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|Based in||Hammond, Indiana, United States|
|League||National Football League|
|Team history||Hammond Pros (1920–26)|
|Team colors||Purple, Gold, White |
|Head coaches||Hank Gillo (1920) |
Max Hicks (1921)
Wally Hess (1922–24)
Fritz Pollard (1925)
Doc Young (1925)
|Owner(s)||Paul Parduhn |
|Home field(s)||Cubs Park|
The Pros were established by local businessman Paul Parduhn and Dr. Alva Young. Young, a boxing promoter and owner of a racing stable, also served as doctor/trainer (and part-owner) for a semi-pro football team operated by the Hammond Clabby Athletic Association from 1915–17. In 1918, Young presided over a new team known as the "Hammond All-Stars" and played against many of the teams that would form the backbone of the American Professional Football Association (including the Racine Cardinals, Detroit Heralds, Rock Island Independents, Minneapolis Marines, Cleveland Tigers, Canton Bulldogs, and Toledo Maroons); Young attended the historic meeting in Canton, Ohio at which the APFA was formed in 1920. (It is said that a game between Hammond and Canton, played Thanksgiving Day 1919 and drawing some 12,000 spectators in Chicago, convinced team owners that a league would be viable.)
In 1919, the team starred George Halas at wide receiver; Halas left for the Decatur Staleys – the future Chicago Bears – the following year, remaining with that franchise as a player, coach and owner until his death in 1983.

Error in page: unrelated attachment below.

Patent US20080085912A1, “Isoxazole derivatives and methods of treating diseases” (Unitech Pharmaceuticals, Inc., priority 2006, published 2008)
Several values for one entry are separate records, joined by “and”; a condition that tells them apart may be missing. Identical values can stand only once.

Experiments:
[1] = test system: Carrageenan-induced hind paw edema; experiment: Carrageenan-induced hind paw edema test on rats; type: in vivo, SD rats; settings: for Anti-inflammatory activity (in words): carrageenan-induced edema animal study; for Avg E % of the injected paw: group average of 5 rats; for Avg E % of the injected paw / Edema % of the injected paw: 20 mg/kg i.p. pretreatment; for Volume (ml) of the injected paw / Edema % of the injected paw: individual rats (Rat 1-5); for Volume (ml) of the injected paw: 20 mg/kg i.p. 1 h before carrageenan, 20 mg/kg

Despite the name, the Pros were little more than a semi-professional outfit; most of the players were locals who had full-time jobs and couldn't practice much, and thus were simply no match for most other NFL squads. Nor did they really represent Hammond, as the town's stadium (A. Murray Turner Field) was built for baseball and seated only a few thousand. The Pros would play only one regular-season NFL game in Hammond, a 7-0 loss to the Dayton Triangles in 1923; instead, Cubs Park in Chicago served as their unofficial "home" stadium. Nevertheless, Young kept the team going in the NFL for seven years and 34 games, with a combined record of 5-26-4. The Pros might have lasted even longer, but after winning the 1926 battle with the American Football League, the NFL decided to scale down to 12 teams, getting rid of many of the smaller franchises, including the Pros.
Of the nine African-American players in the league during those years, six played for the Pros, including the first African-American head coach in the NFL, Fritz Pollard, and the successful music producer Mayo Williams.
Hall of FamersEdit
|1925||1||4||0||14th||Fritz Pollard, Doc Young|